El Paso County Commissioner Peg Littleton

State Sen. Tim Neville.

 

Elected Officials Who Are Undecided

State Rep. Kathleen Conti, who’s said, “I’m hearing growing support for [Libertarian] Gary Johnson.”

State Rep. Justin Everett.

State Sen. Kevin Grantham.

State Rep. Yuelin Willet

U.S. Rep. Ken Buck.

 

Former Elected Officials Backing Trump

Former Colorado Senate President John Andrews.

Former Rep. Bob Beauprez.

State Rep. Spencer Swalm is an “out-of-the-closet” endorser.

 

Former Elected Officials Who Will Not Vote for Trump

Former State Sen. Shawn Mitchell.

 

Candidates

These U.S. Senate candidates support the likely nominee: Businessman Robert BlahaRyan Frazier (But he’s hedging now KNUS 5.27.16), El Paso County Commissioner Darryl Glenn, and former Rep. Jon Keyser (He reiterated  his support here.).

Former CSU athletics director Jack Graham previously said he’d support Trump, if the mogul got the nomination,  but now he’s at least temporarily withdrawn his support.

Casper Stockham, who’s the Republican challenging Rep. Diana DeGette.

 

Notable Republicans Who said, “We May Be Seeing the Final months of the Existence of the Republican Party”

Former Rep. Bob Schaffer

9News reporter doesn’t let Coffman hide behind and then contradict spokesperson

Thursday, May 5th, 2016

Politicians like to trick us by hiding behind their spokespeople and then, if necessary, contradicting whatever their spokesperson said.

Case in point: Mike Coffman.

Yesterday Coffman put out a wishy washy statement about whether he’d support Donald Trump. But back in February, when Coffman himself was dodging reporters’ questions about Trump, Coffman’s spokesperson was adamant that Coffman would back Trump if Trump became the Republican nominee, as quoted by The Colorado Statesman’s Ernest Luning.

Good reporters won’t let a politician, like Coffman, shove out a new position without, at a minimum, explaining why the new statement contradicts that of his spokesperson.

Case in point: Brandon Rittiman.

He quoted Coffman’s statement about Trump yesterday and noted that it completely contradicted the words of his mouthpiece back in February. From Rittiman’s story:

In a statement, Rep. Mike Coffman (R-Colorado) said he’s not sold on Trump yet, calling his party’s presumptive presidential nominee “divisive.”

“Trump has a long way to go to earn the support of many – me included,” Coffman wrote.

That statement contradicts what his campaign told the Colorado Statesman in February. The relevant portion of the article (which is behind a paywall) reads as follows:

“Will Mike Coffman support the Republican nominee over Bernie or Hillary?” said [Mike Coffman] campaign spokeswoman Kristin Strohm. “The answer is obviously yes. And he believes strongly it is going to be Marco Rubio.”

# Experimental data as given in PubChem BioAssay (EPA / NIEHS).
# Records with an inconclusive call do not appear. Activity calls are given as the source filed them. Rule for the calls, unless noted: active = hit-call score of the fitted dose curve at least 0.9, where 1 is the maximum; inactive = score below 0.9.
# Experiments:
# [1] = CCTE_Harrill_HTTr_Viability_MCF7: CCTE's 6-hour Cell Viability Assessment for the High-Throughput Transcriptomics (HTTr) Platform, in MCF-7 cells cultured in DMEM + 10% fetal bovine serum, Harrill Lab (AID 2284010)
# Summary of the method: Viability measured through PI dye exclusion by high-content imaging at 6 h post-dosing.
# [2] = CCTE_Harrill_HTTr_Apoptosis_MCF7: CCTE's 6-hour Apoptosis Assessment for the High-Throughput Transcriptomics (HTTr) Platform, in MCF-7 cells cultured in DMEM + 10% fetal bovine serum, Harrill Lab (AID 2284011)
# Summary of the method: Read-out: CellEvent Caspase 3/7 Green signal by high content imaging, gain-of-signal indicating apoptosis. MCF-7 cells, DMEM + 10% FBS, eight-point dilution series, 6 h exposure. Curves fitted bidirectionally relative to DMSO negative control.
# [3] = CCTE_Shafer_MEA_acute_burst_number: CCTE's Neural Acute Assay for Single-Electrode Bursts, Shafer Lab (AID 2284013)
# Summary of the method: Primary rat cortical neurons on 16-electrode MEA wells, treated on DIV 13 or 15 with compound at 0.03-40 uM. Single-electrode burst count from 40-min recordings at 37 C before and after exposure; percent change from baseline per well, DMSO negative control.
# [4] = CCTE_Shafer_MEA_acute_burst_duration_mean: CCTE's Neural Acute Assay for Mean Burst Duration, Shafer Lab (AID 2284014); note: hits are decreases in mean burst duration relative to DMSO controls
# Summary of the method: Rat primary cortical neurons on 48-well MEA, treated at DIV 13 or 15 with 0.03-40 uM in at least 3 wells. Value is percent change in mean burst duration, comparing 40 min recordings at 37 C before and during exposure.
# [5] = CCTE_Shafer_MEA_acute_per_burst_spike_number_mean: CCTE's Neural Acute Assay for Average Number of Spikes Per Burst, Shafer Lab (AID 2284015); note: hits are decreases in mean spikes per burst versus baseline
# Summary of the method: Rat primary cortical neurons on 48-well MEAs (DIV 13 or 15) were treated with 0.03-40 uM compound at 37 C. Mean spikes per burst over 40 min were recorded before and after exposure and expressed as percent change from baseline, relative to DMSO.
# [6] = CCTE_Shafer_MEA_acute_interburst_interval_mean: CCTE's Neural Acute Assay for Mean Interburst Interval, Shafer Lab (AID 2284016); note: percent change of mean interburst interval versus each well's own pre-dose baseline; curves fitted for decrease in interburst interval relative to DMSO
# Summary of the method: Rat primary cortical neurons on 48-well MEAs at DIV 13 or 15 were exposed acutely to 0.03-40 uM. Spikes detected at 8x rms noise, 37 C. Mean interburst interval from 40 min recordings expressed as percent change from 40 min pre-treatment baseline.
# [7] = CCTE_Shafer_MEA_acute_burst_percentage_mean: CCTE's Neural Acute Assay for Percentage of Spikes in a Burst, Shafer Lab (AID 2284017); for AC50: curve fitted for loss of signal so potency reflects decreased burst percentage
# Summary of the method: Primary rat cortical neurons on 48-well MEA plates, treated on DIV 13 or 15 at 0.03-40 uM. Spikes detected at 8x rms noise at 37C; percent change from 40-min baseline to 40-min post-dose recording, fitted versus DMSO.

Other reporting on Coffman’s Trump statement ignored Strohm’s comment, but I’m sure there will be ample opportunities for reporters to ask Coffman to explain what’s going on here.

Woods joins Trump and Coffman in opposing citizenship for undocumented immigrants born in the U.S.

Thursday, March 17th, 2016

In a Facebook post last week, State Sen. Laura Woods (R-Westminster) came out against birthright citizenship, the U.S. policy granting citizenship to people born on American soil, even if their parents are not citizens.

The debate about birthright citizen was largely confined to hard-right conservative circles, until Donald Trump came out against it in August, as part of his immigration platform, sparking high-profile debate among Republican presidential candidates and pundits.

Woods, who has said Trump is her second favorite presidential candidate, “liked” a Facebok post, sponsored by Numbers USA, which read:

LIKE if you agree with Trump. Illegal aliens should not be awarded birthright citizenship!

A graphic shows a photo of Trump with the text, “End Birthright Citizenship.”

Trump’s immigration platform also calls for the rounding up and deportation of  America’s estimated 11 million undocumented immigrants to their country of origin. From there, they’d be free to apply to become U.S. citizens.

Woods’ office did not immediately return a call for comment on whether she agrees with Trump’s immigration policy in its entirety–or whether she’d want to rescind citizenship from millions of immigratns who’ve become U.S. citizens under America’s birthright-citizenship law.

Most other Colorado politicians have been silent on birthright citizenship, but as recently as 2013, Rep. Mike Coffman confirmed his opposition to the policy, in an interview with The Denver Post, saying “sure” he’d like to abolish birthright citizenship.